Solved – Maximum Likelihood estimator for family of binomial distributions

For the below example, I am considering Heads as a success and Tails as a failure, when I toss a coin.

(Ex: The first row in the the below tables says, when I tossed the coin 10 times I got 3 Successes and the probability of success is 0.3).

Binomial Distribution Example
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Now, considering the fact that the Probability of successes might change by increase in trials, I know the maximum likelihood estimator of binomial distribution is Number of Successes/ Total Number of Trials. I feel calculating the MLE for this kind of data is not that straightforward, COuld someone tell me if I am missing something?

P.S: This is a research based question. Any help would be appreciated. Thanks in advance.

Since per clarification comment, we are tossing the same coin, then in each single Bernoulli trial the probability is the same, $p$, it is not affected by number of trials (assuming also an unbiased way of tossing). If moreover we can assume that all Bernoulli trials are independent, and that each sub-sample consists of different tosses (i.e. the $n=20$ sample does not contain the $10$ tosses of the $n=10$ sample), then, viewed together, we have an independent but non-identically distributed sample of realizations from $10$ Binomials that have the same unknown probability parameter, but different "number of trials" parameters (although known and deterministic), $S_i(n_i,p), i=1,2,3,…,10$, corresponding to $n$-parameters $10,20,30,…,100$.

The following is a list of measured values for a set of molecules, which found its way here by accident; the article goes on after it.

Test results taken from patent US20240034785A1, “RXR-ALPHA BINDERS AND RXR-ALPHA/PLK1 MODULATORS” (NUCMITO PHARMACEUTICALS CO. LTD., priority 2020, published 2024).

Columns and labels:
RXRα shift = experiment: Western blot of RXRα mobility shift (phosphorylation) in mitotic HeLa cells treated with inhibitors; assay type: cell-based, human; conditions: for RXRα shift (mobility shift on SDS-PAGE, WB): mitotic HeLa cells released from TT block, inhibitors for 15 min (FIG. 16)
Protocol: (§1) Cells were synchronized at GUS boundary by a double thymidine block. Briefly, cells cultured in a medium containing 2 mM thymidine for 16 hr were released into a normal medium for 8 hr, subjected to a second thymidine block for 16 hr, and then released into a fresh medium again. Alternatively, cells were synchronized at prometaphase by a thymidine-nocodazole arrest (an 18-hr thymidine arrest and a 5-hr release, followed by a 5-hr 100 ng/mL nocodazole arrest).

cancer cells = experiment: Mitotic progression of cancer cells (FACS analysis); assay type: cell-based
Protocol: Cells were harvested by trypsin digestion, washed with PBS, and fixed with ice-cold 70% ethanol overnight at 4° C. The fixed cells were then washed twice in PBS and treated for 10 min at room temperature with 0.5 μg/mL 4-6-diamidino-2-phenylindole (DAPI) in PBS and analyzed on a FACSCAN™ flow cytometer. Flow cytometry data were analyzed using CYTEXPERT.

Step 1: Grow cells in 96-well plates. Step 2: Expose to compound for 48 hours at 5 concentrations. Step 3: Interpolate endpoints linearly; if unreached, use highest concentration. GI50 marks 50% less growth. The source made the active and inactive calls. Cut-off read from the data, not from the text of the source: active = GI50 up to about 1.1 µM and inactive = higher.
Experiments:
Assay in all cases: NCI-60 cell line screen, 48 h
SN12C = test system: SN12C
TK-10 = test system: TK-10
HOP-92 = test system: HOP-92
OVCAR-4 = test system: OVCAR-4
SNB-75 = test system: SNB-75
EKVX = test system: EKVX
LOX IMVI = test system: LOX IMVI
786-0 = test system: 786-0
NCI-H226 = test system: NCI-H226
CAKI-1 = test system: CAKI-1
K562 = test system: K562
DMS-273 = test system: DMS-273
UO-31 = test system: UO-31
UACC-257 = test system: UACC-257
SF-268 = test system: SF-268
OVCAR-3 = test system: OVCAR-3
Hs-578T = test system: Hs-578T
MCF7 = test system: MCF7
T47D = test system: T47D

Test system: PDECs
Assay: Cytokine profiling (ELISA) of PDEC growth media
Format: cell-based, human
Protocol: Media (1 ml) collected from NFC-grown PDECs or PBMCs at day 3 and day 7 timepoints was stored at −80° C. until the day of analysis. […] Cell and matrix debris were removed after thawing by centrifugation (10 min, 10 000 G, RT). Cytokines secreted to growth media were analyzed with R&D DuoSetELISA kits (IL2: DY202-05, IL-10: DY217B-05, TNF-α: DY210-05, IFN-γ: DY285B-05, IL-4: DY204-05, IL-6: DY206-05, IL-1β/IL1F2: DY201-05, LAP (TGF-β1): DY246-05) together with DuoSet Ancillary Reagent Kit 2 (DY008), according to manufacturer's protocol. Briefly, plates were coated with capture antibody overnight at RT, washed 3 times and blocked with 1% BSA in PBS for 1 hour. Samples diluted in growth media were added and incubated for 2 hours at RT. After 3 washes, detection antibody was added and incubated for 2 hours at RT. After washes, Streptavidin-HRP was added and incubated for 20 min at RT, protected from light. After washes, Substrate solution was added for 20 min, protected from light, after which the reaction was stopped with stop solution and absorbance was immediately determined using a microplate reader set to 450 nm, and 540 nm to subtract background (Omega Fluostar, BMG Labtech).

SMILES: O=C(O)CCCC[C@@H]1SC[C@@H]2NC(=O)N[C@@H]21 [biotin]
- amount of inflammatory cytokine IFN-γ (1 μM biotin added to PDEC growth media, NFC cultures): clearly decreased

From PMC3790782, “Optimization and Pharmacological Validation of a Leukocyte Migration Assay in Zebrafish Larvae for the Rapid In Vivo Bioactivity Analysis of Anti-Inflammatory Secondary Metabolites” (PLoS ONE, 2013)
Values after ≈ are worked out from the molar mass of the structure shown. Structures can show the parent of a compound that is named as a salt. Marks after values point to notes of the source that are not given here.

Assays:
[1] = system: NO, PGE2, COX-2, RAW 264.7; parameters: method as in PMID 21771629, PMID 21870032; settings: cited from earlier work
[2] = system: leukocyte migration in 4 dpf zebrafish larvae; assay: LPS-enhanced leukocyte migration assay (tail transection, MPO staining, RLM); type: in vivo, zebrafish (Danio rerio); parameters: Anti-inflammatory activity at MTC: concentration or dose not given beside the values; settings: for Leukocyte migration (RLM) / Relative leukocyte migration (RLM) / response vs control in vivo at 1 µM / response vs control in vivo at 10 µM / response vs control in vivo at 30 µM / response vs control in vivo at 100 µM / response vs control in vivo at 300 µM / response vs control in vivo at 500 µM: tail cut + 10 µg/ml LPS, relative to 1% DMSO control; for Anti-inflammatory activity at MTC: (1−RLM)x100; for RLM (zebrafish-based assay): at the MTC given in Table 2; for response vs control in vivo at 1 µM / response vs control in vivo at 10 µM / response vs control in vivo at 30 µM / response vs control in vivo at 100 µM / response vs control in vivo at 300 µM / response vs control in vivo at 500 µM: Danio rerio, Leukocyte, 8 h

Then the joint likelihood of this sample is (ignoring constants that do not include the unknown parameter)

$$L propto prod_{i=1}^{10}p^{k_i}(1-p)^{n_i-k_i} = p^{sum k_i}(1-p)^{sum (n_i-k_i)}$$

where $k_i$'s are the obtained number of successes

So the log-likelihood is

$$ln L = left(sum_{i=1}^{10}k_iright)ln p + left(sum_{i=1}^{10}(n_i-k_i)right)ln (1-p)$$

You should get

$$hat p = frac {sum_{i=1}^{10}k_i}{sum_{i=1}^{10}n_i}$$

as should be expected, since you pooled i.i.d. Bernoulli draws, and so the estimator treated them as $sum_{i=1}^{10}n_i$ draws from a Bernoulli $(p)$ RV in which we had $sum_{i=1}^{10}k_i$ successes.

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